Woolwich Squares - Gustafson Porter’s proposal for Woolwich Squares, encompassing Beresford Square, Greens End and General Gordon Square (approx 1ha), signifies the consolidation of a fragmented Woolwich Town Centre, rejuvenating its public spaces, and bringing people back into the heart of Woolwich, both socially and commercially. The competition winning design was Phase 3 of the local masterplan to re-organise the traffic infrastructure of Woolwich Town Centre. Completed in 2011, the project was funded through several agencies, including HCA TfL and RBG. Royal Borough of Greenwich, the client for Woolwich Squares, set out key objectives to create a fully accessible public space for all, with feature lighting, soft landscaping and a water feature that could be drained to accommodate events. An extensive Public Consultation Process
was undertaken and the team regularly met with key user groups to discuss and develop the design. The design is based on the concept that each square embodies an essential quality of Woolwich, whether historic or natural, to create unique spaces particular to Woolwich that can be enjoyed through the day and into the evening. The design used pedestrian movement studies to identify key routes through the town centre, and developed these to create distinctive quality public spaces that both enhance the experience of the pedestrian and respond to their needs. The soft landscaping of General Gordon Square addresses the shortage of green open space in the centre of Woolwich, creating a ‘Garden’ that generates a sense of calm and relaxation while providing a functional space that can be transformed and layered with other uses. Thi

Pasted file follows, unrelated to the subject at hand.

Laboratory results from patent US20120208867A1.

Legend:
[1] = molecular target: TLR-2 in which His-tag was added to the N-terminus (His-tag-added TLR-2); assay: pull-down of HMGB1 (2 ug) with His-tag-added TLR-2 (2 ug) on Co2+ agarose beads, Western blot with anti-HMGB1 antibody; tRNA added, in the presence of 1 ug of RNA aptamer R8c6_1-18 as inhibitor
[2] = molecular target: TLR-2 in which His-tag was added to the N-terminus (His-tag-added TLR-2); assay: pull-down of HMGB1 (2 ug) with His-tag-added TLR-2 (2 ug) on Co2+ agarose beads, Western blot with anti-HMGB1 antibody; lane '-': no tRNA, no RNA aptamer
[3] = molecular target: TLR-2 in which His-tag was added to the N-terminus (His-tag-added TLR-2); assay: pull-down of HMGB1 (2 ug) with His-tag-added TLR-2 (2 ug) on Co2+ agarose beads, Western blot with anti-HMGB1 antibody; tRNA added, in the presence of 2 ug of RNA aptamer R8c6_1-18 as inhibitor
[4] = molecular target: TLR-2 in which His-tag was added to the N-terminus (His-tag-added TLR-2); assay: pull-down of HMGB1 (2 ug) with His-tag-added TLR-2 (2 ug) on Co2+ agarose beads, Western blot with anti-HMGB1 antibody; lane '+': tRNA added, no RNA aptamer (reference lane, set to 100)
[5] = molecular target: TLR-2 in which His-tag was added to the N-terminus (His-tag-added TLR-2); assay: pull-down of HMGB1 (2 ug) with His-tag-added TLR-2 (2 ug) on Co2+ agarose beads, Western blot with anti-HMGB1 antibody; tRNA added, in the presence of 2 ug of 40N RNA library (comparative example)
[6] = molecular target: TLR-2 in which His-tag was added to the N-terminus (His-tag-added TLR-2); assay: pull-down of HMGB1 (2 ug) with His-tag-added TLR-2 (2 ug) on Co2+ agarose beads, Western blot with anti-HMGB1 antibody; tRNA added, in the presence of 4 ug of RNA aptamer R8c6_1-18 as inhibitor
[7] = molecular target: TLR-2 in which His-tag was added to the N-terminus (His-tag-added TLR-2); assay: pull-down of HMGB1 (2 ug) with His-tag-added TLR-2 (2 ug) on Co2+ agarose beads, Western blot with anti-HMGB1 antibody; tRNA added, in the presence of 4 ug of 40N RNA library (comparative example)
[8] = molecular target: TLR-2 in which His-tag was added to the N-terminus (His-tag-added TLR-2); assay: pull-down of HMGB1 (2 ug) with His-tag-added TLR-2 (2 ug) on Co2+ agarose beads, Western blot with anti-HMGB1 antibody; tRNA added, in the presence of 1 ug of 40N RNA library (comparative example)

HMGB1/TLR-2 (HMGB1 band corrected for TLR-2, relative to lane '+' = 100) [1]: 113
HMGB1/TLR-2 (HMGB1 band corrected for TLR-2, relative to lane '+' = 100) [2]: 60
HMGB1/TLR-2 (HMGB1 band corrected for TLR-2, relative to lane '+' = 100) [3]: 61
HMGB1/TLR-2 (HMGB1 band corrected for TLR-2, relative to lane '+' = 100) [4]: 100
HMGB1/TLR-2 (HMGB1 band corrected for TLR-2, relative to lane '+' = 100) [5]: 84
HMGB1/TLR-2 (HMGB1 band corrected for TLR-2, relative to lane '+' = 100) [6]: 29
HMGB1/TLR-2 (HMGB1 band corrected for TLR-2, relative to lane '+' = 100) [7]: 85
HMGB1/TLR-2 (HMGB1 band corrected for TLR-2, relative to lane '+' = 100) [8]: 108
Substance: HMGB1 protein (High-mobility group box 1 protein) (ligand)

s garden quality is reinforced through the choice of trees and planting, with larger trees separating the square from surrounding roads. Lawn terraces step down gently to the water scrim which is fully accessible but can also be easily drained to provide an event space. The rationalizing/functionalist design of Beresford Square responds to the daily market, and recognizes the original historic layout of both the market and tramlines that used to cross the square. In the evening the atmosphere changes with the use of catenary lighting to energise the centre of the square, transforming it into a ‘Ballroom’. The final scheme minimises the gradients across the site, and provides multiple locations for users to stop and rest on their journey. These features together with the protection of key sightlines through the squares were cited as reasons to award the project a milestone Secure by Design award for a public space. Clear sight lines for wheelchair users, small people and children were considered in the overall design and eye lines and cones of view have been established by the design team and applied to low level planting. Maintenance methods and budgets were reviewed during the development of the design to ensuring that the square would be easier to maintain than previously, and to ensure that the investment would be protected for the design life of the project. The energy supply to the squares was reviewed at design stage to find ways to reduce the demand for the council. The water feature was designed to have minimum power requirements, and underground plant room recycles all water used. Gustafson Porter’s design proposed a unified pedestrian space with two squares of differing character that complement and relate to one another, each providing an aspect of public life within the town. Greens End, a shared surface roadway linking the two squares, was designed with one material treatment and a single identity that forges it in peoples mind as a real street rather than a sum of several parts. The unity of the pedestrian space is reinforced through the palette of materials and street furniture, with special features such as the water scrim, planting and feature lighting developing the character of each square. While the language of the project is modern, the design is sensitive to the historic fabric of Woolwich, especially its Grade II listed buildings. These buildings are re-established by the new squares as key architectural features in the public realm. Natural stone materials were specified for their robustness and appearance. The predominant material is granite, to reflect the importance of the space and provide a long design life. It was deemed appropriate to specify a surface material that tied into the already developed surrounding streets and gave the town centre a greater sense of place. The new square had to reflect Woolwich’s current and future aspirations, and be robust enough to withstand 24hour public access. Space Syntax produced pedestrian movement studies of Woolwich Town Centre to establish key routes that would reinforce the urban grain while recognizing how future development would tie into it and possible change it. The design opens up convenient diagonal routes through the centre of both squares. It removed barriers to movement such as overgrown planting, fencing and level changes and by aligning pedestrian crossings to pedestrian desire lines. This unified and strengthened the public realm, creating a stronger sense of identity for the area as a whole. The design creates a sequence of spaces catering to the different needs of users by providing places for moving, browsing and shopping, as well as places to rest and contemplate the surroundings. Since opening, the new squares hosted some of the largest, and best attended events ever staged in Woolwich. General Gordon Square has already become a well used space at lunchtimes, early evenings and weekends, hosting many events run by local groups. Royal Borough of Greenwich has said the response to both squares exceeds all expectations, and the local public opinion is extremely positive. Gustafson Porter is an award-winning, international landscape architecture practice. We believe landscape architecture is an essential discipline in the creation of healthy environments for the 21st century. Our innovative designs draw inspiration from the uniqueness of place. We begin every project by researching the project’s site, context and past, in order to create a design which is responsive, sensitive and appropriate. We treat the land as a fundamental compositional element in the landscapes we create. Sculpting the ground is a distinctive feature of our work. Our projects span climate zones, geographical characters, and historical and cultural backgrounds. In the landscape and architecture world, our work has a reputation for being of the highest design quality. In mainstream culture, our work has entered popular consciousness because we create beguilingly simple spaces which bring pleasure to everyone.